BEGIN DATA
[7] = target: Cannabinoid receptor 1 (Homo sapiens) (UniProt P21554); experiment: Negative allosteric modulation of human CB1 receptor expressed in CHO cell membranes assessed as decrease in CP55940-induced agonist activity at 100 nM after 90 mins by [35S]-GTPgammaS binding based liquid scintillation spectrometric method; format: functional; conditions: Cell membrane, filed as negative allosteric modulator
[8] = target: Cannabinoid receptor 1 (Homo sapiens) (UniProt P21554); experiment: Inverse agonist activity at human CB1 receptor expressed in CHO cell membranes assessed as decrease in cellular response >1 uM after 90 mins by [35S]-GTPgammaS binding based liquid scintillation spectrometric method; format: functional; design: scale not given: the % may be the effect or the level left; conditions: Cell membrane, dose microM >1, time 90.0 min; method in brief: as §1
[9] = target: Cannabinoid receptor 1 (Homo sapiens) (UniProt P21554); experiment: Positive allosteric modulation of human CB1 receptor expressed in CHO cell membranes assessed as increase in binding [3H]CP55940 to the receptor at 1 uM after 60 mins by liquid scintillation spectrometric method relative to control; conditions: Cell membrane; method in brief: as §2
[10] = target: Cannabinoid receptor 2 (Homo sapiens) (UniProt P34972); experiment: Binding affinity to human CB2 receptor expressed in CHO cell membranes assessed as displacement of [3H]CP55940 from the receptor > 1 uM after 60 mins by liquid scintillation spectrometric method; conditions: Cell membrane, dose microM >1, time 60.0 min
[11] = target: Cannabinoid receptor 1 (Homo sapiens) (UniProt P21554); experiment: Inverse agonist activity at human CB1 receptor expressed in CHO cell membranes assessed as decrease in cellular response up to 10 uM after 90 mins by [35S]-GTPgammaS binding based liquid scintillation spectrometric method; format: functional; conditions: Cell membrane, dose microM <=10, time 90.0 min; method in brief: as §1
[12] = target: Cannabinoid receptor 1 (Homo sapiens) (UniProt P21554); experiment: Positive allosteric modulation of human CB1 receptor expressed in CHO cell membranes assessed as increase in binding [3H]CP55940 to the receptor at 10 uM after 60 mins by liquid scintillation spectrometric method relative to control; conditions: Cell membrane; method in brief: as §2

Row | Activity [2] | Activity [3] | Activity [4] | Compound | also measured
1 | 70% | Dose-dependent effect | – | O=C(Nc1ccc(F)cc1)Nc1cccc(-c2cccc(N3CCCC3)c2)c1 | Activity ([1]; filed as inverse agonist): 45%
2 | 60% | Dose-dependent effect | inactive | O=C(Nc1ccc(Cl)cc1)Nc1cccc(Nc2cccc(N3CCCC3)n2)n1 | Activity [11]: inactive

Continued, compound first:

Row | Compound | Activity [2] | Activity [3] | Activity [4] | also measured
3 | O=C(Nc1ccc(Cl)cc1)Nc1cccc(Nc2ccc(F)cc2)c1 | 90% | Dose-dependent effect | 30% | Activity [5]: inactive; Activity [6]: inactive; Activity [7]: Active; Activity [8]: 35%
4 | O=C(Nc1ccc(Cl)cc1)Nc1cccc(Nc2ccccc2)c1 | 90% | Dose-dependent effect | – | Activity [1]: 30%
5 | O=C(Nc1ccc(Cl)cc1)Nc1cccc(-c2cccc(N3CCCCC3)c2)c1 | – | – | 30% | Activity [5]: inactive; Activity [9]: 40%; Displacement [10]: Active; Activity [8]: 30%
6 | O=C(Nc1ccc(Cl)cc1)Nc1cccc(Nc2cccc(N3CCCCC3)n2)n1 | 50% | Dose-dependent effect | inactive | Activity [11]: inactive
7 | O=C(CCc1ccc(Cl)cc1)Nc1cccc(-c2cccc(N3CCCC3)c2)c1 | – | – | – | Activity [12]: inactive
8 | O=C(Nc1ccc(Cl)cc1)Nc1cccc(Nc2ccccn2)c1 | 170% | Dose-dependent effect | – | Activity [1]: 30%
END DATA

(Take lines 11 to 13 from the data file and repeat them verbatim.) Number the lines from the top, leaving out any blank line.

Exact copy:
Row | Compound | Activity [2] | Activity [3] | Activity [4] | also measured
3 | O=C(Nc1ccc(Cl)cc1)Nc1cccc(Nc2ccc(F)cc2)c1 | 90% | Dose-dependent effect | 30% | Activity [5]: inactive; Activity [6]: inactive; Activity [7]: Active; Activity [8]: 35%
4 | O=C(Nc1ccc(Cl)cc1)Nc1cccc(Nc2ccccc2)c1 | 90% | Dose-dependent effect | – | Activity [1]: 30%